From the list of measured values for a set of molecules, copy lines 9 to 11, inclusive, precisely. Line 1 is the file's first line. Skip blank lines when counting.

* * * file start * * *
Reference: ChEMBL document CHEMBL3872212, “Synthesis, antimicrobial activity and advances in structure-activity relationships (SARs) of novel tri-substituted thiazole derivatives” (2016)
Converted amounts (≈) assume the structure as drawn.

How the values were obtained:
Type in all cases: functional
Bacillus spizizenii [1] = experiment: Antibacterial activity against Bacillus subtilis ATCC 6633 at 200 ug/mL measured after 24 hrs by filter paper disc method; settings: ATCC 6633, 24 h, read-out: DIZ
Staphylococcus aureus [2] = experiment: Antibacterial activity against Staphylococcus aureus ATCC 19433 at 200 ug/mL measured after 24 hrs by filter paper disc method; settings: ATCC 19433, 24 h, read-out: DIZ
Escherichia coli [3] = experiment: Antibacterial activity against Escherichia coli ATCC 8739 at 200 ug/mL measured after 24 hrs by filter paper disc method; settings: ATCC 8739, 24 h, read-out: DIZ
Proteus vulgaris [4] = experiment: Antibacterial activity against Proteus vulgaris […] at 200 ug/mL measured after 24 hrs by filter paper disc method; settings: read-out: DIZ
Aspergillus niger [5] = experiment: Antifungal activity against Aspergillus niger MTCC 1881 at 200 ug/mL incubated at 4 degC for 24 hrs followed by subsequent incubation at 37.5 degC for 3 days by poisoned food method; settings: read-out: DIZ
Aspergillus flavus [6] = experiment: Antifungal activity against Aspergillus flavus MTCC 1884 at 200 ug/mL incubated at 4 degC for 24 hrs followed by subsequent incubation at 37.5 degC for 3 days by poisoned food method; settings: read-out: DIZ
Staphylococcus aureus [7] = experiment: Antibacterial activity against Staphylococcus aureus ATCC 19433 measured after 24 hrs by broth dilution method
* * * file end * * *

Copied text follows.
Aspergillus niger [5] = experiment: Antifungal activity against Aspergillus niger MTCC 1881 at 200 ug/mL incubated at 4 degC for 24 hrs followed by subsequent incubation at 37.5 degC for 3 days by poisoned food method; settings: read-out: DIZ
Aspergillus flavus [6] = experiment: Antifungal activity against Aspergillus flavus MTCC 1884 at 200 ug/mL incubated at 4 degC for 24 hrs followed by subsequent incubation at 37.5 degC for 3 days by poisoned food method; settings: read-out: DIZ
Staphylococcus aureus [7] = experiment: Antibacterial activity against Staphylococcus aureus ATCC 19433 measured after 24 hrs by broth dilution method